At VFN Immigrants First, we have four licensed immigration attorneys who are admitted to practice both by state bars and EOIR (the immigration court system) and who take their professional duties extremely seriously. We would be happy to help you find the best legal strategy to meet your immigration goals and help you navigate the immigration system’s enormous backlogs.

Please give us a call at 703-335-2009, visit our website, www.immigrantsfirst.com, or stop by our office at 9200 Church Street, Suite 203, in Manassas, Virginia to learn more or make an appointment for a consultation

 

[1] Meghan M. Phillips, Esq., is an associate immigration lawyer with the Immigration Law Practice Group, Immigrants First, at Vanderpool, Frostick & Nishanian, PC. She primarily handles family and humanitarian immigration, Special Immigrant Juvenile custody, and removal defense and appeal cases. She is a member of the Virginia State Bar and admitted to practice before the U.S. immigration courts (EOIR), the Eastern District of Virginia Court, and the Fourth Circuit Court of Appeals.

[2] Transactional Records Access Clearinghouse (TRAC) Immigration, Syracuse University, A Mounting Asylum Backlog and Growing Wait Times, Dec. 22, 2021, available at: https://trac.syr.edu/immigration/reports/672/.

[3] U.S. Department of State – Bureau of Consular Affairs, National Visa Center (NVC) Immigrant Visa Backlog Report, May 2022, available at: https://travel.state.gov/content/travel/en/us-visas/visa-information-resources/visas-backlog.html.

[4] Cmilo Montoy-Galvez, CBS News, U.S. immigration agency moves to cut 9.5 million-case backlog and speed up processing, Mar. 29, 2022, available at: https://www.cbsnews.com/news/immigration-uscis-case-backlog-processing-delays/.

[5] Rick Jervis, USA Today, COVID-19, surge in new cases create historic backlog jam in US immigration courts, report says, Jan. 19, 2022, available at: https://www.usatoday.com/story/news/nation/2022/01/19/covid-19-creates-huge-backlog-us-immigration-court/6581042001/.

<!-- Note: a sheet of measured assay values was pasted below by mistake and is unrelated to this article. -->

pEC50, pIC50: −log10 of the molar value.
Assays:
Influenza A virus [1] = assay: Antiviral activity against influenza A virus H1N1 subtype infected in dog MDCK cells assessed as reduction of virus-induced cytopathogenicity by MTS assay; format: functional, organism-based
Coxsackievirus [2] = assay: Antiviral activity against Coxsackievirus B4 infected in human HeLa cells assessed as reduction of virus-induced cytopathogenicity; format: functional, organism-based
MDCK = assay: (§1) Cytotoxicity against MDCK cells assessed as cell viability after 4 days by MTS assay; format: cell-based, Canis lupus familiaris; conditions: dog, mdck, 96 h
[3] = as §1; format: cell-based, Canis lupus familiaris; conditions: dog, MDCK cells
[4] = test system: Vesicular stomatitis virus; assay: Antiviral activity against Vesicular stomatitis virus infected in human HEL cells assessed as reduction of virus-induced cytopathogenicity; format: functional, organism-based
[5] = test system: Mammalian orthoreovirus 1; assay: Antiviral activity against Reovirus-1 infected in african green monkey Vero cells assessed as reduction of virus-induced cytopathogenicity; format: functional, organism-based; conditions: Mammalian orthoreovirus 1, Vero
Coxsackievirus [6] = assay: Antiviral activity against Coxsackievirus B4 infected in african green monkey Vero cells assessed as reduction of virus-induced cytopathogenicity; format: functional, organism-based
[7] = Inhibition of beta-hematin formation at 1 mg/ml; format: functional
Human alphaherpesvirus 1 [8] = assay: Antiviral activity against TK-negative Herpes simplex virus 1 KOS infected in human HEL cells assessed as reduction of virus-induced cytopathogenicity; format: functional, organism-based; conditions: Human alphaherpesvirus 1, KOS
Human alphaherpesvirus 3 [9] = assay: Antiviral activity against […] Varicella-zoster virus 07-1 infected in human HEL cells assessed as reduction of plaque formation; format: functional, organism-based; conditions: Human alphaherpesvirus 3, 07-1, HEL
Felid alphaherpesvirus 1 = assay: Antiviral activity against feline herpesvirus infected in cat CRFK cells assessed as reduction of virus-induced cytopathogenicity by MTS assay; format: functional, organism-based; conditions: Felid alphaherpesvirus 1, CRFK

[6] U.S. Citizenship and Immigration Services (USCIS), USCIS Backlog Reduction and Processing Times, May 18, 2022, available at: https://www.uscis.gov/outreach/upcoming-national-engagements/uscis-backlog-reduction-and-processing-times.

[7] Cincy Carcamo, Los Angeles Times, Biden official says U.S. will likely see an uptick in asylum requests and immigration, Apr. 2, 2022, available at: https://www.latimes.com/california/story/2022-04-02/la-me-ricardo-zuniga-on-biden-asylum-reversal-policy-central-america.

[8] Id.

[9] Id.

[10] Id.

[11] Sharif Paget and Karol Suarez, CNN, The number of Ukrainians seeking asylum at the US-Mexico border is growing by the day, Apr. 2, 2022, available at: https://www.cnn.com/2022/04/02/us/ukrainians-us-mexico-border/index.html.

[12] See my previous blog article, The Wrong Immigration Help Can Hurt, for more information about the perils of entrusting your case to an immigration scammer or notario and what you can do to avoid these scams and find licensed, legal help. 

[13] Memorandum from Kerry E. Doyle, Principal Legal Advisor, Guidance to OPLA Attorneys Regarding the Enforcement of Civil Immigration Laws and the Exercise of Prosecutorial Discretion, April 3, 2022 (taking effect April 25, 2022), available at: https://www.ice.gov/doclib/about/offices/opla/OPLA-immigration-enforcement_guidanceApr2022.pdf ; Memorandum from Alejandro N. Mayorkas, Secretary of Homeland Security, Guidelines for the Enforcement of Civil Immigration Law (Sept. 30, 2021), available at: https://www.ice.gov/doclib/news/guidelines-civilimmigrationlaw.pdf.

[14] USCIS, How Do I Request Premium Processing?, May 27, 2022, available at: https://www.uscis.gov/forms/all-forms/how-do-i-request-premium-processing.

[15] USCIS, How to Make an Expedite Request, Mar. 21, 2022, available at: https://www.uscis.gov/forms/filing-guidance/how-to-make-an-expedite-request.

 

This blog post is not intended to provide legal advice or substitute for the advice of legal counsel with respect to specific facts and situations. See disclaimer

11
May
2022

Special Immigrant Juvenile Status (SIJS)

Written By Lisa Shea, Esq.

Pictured is Marta and her beautiful two-year-old daughter.  Marta is an immigration success story after Lisa Shea, head of the immigration practice group at VFN, helped Marta obtain her green card in 2011 through special immigrant juvenile status adjustment.  Marta was born in El Salvador in 1991 and at the age of three months, she was left by her parents in the care of her grandmother who beat her relentlessly.  In 2008, thinking life would be better, Marta traveled by herself at the age of 16 to live with her alcoholic mother, but things only got worse.  Her mother was not prepared to raise her child and worked her for long hours, abused her, and tried to kill her by holding a loaded gun to her head and hitting her with a car.  Her mother finally abandoned her to distant relatives who kicked Marta out of their house within six months of her arrival, leaving her homeless and pregnant.  She went into foster care and the Manassas Department of Social Services reached out to Ms. Shea to take the case pro bono.  After two years of working on the immigration case, and several years of Marta remaining in foster care, Marta got her green card.  Now Marta has a family of her own and is a dental assistant.  She is happy in her life and is a contributing member of our community; she can see how far she has come from when she first came to the United States.